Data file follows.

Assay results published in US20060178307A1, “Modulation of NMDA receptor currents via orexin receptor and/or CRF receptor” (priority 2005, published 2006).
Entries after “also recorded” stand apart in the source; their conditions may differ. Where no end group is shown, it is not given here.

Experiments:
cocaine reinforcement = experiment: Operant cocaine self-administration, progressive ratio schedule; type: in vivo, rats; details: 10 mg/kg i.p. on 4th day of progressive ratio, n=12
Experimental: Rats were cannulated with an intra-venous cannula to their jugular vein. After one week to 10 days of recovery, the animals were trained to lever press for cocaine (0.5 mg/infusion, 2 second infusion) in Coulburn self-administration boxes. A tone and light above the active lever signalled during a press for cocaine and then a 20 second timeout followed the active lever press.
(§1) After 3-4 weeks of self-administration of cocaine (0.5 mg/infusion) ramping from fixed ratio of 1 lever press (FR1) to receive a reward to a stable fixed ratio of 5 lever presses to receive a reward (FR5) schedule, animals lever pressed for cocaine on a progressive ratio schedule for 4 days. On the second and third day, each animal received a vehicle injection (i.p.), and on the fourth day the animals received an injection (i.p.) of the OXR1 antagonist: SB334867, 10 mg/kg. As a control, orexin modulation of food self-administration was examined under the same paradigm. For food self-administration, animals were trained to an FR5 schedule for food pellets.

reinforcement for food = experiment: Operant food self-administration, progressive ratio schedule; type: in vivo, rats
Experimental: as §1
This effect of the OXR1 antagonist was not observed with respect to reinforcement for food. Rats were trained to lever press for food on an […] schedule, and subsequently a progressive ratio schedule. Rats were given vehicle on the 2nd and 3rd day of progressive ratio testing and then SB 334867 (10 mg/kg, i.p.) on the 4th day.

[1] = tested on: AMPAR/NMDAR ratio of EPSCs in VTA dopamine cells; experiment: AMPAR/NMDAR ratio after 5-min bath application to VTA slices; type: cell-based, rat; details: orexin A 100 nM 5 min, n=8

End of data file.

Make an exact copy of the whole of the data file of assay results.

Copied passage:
Assay results published in US20060178307A1, “Modulation of NMDA receptor currents via orexin receptor and/or CRF receptor” (priority 2005, published 2006).
Entries after “also recorded” stand apart in the source; their conditions may differ. Where no end group is shown, it is not given here.

Experiments:
cocaine reinforcement = experiment: Operant cocaine self-administration, progressive ratio schedule; type: in vivo, rats; details: 10 mg/kg i.p. on 4th day of progressive ratio, n=12
Experimental: Rats were cannulated with an intra-venous cannula to their jugular vein. After one week to 10 days of recovery, the animals were trained to lever press for cocaine (0.5 mg/infusion, 2 second infusion) in Coulburn self-administration boxes. A tone and light above the active lever signalled during a press for cocaine and then a 20 second timeout followed the active lever press.
(§1) After 3-4 weeks of self-administration of cocaine (0.5 mg/infusion) ramping from fixed ratio of 1 lever press (FR1) to receive a reward to a stable fixed ratio of 5 lever presses to receive a reward (FR5) schedule, animals lever pressed for cocaine on a progressive ratio schedule for 4 days. On the second and third day, each animal received a vehicle injection (i.p.), and on the fourth day the animals received an injection (i.p.) of the OXR1 antagonist: SB334867, 10 mg/kg. As a control, orexin modulation of food self-administration was examined under the same paradigm. For food self-administration, animals were trained to an FR5 schedule for food pellets.

reinforcement for food = experiment: Operant food self-administration, progressive ratio schedule; type: in vivo, rats
Experimental: as §1
This effect of the OXR1 antagonist was not observed with respect to reinforcement for food. Rats were trained to lever press for food on an […] schedule, and subsequently a progressive ratio schedule. Rats were given vehicle on the 2nd and 3rd day of progressive ratio testing and then SB 334867 (10 mg/kg, i.p.) on the 4th day.

[1] = tested on: AMPAR/NMDAR ratio of EPSCs in VTA dopamine cells; experiment: AMPAR/NMDAR ratio after 5-min bath application to VTA slices; type: cell-based, rat; details: orexin A 100 nM 5 min, n=8